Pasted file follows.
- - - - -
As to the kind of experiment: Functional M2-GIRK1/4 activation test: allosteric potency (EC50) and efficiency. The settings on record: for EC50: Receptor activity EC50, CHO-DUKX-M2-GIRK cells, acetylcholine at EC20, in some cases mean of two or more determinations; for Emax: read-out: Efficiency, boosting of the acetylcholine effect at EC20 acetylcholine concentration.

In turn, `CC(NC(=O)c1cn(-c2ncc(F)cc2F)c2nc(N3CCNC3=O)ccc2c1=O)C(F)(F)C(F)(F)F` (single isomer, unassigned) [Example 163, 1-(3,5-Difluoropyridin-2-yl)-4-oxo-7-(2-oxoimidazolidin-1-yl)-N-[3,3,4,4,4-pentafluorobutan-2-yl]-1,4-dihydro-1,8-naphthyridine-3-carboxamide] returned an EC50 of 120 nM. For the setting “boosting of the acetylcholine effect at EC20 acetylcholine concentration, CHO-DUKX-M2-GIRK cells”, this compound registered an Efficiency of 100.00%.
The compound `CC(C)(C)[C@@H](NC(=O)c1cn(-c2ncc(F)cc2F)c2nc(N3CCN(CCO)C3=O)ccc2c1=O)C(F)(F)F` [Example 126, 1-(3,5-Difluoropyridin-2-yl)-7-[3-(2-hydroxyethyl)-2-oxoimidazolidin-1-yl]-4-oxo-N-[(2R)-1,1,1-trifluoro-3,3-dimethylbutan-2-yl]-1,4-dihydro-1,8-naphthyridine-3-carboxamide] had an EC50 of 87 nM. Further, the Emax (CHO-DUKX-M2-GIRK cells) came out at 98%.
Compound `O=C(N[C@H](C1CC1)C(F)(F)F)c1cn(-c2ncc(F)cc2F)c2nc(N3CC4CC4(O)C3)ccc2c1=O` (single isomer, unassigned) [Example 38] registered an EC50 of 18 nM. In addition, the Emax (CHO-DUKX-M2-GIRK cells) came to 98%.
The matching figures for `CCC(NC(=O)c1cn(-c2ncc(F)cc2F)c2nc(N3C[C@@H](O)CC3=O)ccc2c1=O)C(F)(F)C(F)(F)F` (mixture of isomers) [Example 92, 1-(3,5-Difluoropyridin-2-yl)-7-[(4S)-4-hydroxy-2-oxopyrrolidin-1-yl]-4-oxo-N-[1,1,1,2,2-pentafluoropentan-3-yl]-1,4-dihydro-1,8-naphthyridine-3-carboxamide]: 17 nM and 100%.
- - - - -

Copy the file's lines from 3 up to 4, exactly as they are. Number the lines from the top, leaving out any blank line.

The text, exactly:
The compound `CC(C)(C)[C@@H](NC(=O)c1cn(-c2ncc(F)cc2F)c2nc(N3CCN(CCO)C3=O)ccc2c1=O)C(F)(F)F` [Example 126, 1-(3,5-Difluoropyridin-2-yl)-7-[3-(2-hydroxyethyl)-2-oxoimidazolidin-1-yl]-4-oxo-N-[(2R)-1,1,1-trifluoro-3,3-dimethylbutan-2-yl]-1,4-dihydro-1,8-naphthyridine-3-carboxamide] had an EC50 of 87 nM. Further, the Emax (CHO-DUKX-M2-GIRK cells) came out at 98%.
Compound `O=C(N[C@H](C1CC1)C(F)(F)F)c1cn(-c2ncc(F)cc2F)c2nc(N3CC4CC4(O)C3)ccc2c1=O` (single isomer, unassigned) [Example 38] registered an EC50 of 18 nM. In addition, the Emax (CHO-DUKX-M2-GIRK cells) came to 98%.